A technical glitch in a breathalyzer machine, as long as it didn’t impair the results of the test, is not enough to throw out the blood alcohol content (BAC) result showing intoxication over the limit, according to the appellate court in the Eastern District of Missouri.
In a recent case where a driver’s license was suspended, the court was asked to determine whether the results of a BAC breathalyzer test are admissible. In that case, the printer connected to the machine lost power before it could print a ticket. The lower circuit court judge determined the results were inadmissible and therefore reinstated the defendant’s driving privileges.
The Director of Revenue appealed the judgment of the circuit court which concluded that the Director failed to make a prima facie case for the suspension of the defendant’s driver’s license.
The actual finding of the court was that although the breathalyzer test given to Defendant showed his blood alcohol level exceeded the legal limit, the officer failed to strictly comply with the operational checklist set forth in the statute. The reason was that the printer lost power, resulting in inadmissible and unreliable test results, per se. In this case, the BAC machine was operating on battery power at the time of the test. The machine then lost power prior to printing out the results. The officer quickly plugged the machine in. Then the machine printed the results. No argument was made indicating the officer had erroneously performed the test.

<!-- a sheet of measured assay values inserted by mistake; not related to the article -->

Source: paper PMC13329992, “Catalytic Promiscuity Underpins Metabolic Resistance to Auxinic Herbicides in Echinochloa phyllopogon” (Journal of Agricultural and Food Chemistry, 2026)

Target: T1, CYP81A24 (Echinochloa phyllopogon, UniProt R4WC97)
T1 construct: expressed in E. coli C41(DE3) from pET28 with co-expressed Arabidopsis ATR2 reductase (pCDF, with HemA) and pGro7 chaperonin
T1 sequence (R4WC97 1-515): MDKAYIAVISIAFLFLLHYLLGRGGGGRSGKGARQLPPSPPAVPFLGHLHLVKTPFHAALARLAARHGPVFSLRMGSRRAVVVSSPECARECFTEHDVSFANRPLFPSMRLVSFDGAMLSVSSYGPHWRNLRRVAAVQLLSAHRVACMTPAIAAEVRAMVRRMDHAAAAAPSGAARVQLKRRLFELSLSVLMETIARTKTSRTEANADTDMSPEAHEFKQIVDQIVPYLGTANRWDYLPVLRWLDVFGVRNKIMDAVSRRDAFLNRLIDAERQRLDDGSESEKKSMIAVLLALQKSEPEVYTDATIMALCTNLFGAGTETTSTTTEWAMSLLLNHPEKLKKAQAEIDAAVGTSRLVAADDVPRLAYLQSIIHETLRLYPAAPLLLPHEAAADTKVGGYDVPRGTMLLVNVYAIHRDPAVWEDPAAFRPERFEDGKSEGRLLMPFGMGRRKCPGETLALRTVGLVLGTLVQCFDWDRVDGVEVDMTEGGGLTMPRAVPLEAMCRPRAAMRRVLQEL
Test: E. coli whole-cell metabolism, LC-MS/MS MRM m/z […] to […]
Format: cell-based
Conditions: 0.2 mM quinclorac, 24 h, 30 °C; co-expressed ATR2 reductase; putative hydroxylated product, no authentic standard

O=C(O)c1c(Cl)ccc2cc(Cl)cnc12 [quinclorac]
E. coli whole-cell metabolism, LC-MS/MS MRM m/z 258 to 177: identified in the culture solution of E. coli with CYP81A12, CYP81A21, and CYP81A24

The DOR argues that the circuit court erroneously applied the law in excluding the test
results because there was no evidence the machine malfunctioned or that the digital readout
showing the BAC was over the limit (0.124%) was not accurate.
The appellate court reversed and remanded the decision, holding that the law was misapplied by excluding the results for failure to strictly comply with the printing requirement as outlined in the statute.
This Court went on to say that the appellate court has consistently held that the failure to strictly comply with the procedural requirements of breathalyzer testing does not always warrant the exclusion of breathalyzer test results where there has been “substantive compliance”with the rules promulgated by the Department of Health. The court pointed out the case of Shine v. Dir. of Revenue, 807 S.W.2d 160, 162-63 (Mo.App.E.D. 1991)
In the Shine case, there was reversible error by excluding test results where arresting officer failed to comply with “literal procedural requirements” of operational checklist but there was “substantive compliance” with the rules. The court references Tomkins v.McNeil, 782 S.W.2d 400, 401-02 (Mo.App.W.D. 1989), stating that Missouri courts have held that even where steps in the operational checklist require test results be printed out, a printout is not required for admission of the test results if there had been substantive compliance with the rules.